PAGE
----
- Robert G. Warren
Several years ago I wrote about how many corporate executives buy back company stock at exactly the wrong time. They generally purchase as their share price hits an all-time high then cease all activity when the stock price crashes. I’ve always been cynical when corporate boards announce share buyback plans in the hundreds of millions (or even billions). After M&A activity, in general I can’t think of a worse use of capital.
Buybacks: A Quick History
Traditionally stock buybacks were not held in very high regard. In 1932, The New York Times made three specific arguments against buybacks. First, they used up a corporation’s cash balance. Second, they were simply a cash transfer between the corporation and management/directors who were dumping their shares. Last, they focused management on the whims of the market (through stock price movement) and distracted them from the running of the business. The Securities and Exchange Committee made it more difficult in 1934 with the Securities and Exchange Act making stock buybacks (though not mentioned) a potential violation.
The 1970’s provided middle ground by creating conflicting policy of either making buybacks flat out illegal to simply having a corporation disclose their intention to purchase their shares. The SEC never really came up with a good answer, flip flopping back and forth. Things took a big step in a different direction in 1982 with the SEC’s issuance of Rule 10b-18 which made it very difficult (if not impossible) to sue companies for stock buybacks. By removing mandatory disclosure requirements, companies received a green light to start buybacks with relative abandon.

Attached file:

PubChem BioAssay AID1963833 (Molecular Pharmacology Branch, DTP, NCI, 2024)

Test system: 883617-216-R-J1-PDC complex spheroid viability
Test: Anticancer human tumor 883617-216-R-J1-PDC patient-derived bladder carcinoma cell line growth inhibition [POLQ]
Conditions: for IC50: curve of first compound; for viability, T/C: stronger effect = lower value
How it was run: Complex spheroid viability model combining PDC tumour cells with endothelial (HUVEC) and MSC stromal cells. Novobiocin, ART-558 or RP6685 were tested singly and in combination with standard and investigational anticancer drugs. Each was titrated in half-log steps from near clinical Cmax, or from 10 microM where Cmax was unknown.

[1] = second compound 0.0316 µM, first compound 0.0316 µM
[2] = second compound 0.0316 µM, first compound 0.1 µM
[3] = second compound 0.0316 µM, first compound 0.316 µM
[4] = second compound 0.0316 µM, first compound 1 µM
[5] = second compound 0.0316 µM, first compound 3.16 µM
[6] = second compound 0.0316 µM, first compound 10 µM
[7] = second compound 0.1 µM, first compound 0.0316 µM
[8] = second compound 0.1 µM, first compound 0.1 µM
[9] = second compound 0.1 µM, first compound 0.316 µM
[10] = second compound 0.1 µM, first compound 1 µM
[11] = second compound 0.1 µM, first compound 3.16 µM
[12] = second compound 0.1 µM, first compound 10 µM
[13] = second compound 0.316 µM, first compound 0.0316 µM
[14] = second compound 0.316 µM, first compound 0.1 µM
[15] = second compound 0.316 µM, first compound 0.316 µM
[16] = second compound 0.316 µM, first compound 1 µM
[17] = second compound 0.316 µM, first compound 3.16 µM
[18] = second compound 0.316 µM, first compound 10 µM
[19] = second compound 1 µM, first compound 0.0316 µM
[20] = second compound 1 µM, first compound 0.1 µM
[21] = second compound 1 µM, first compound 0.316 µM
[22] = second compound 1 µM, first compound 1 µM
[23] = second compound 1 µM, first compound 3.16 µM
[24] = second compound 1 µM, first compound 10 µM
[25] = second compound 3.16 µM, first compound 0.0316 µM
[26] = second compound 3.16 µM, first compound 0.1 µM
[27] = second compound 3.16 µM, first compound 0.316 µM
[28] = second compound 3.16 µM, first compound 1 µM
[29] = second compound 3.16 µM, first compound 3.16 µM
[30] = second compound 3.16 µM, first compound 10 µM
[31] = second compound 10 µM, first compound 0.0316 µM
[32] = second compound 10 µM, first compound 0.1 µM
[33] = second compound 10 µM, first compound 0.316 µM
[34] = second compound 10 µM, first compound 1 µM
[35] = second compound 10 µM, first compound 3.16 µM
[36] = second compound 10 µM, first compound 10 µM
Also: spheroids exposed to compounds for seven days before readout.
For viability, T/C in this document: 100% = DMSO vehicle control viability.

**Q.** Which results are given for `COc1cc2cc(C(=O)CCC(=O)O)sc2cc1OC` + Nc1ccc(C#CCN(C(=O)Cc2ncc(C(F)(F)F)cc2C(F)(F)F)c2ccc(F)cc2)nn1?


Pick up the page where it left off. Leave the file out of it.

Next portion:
Which brings us to today. The Trump tax cuts have brought buybacks into focus again. Indeed, buybacks - which have been increasing over the last decade - jumped about 50 percent last year to nearly $800 billion for the companies in the S&P 500. This is an all new high according to S&P Global. These data seem to contradict the claim that most of the tax cuts have gone towards reinvesting and growing company businesses. (Though to be fair some would argue share buybacks are a form of capital reinvestment). Since 2009 US companies have bought back roughly 80 billion shares, but total shares have increased from 289 billion in 2009 to 294 billion in 2019. It’s hard to argue that shareholders have been the winner in this binge of buying and lack of share reduction.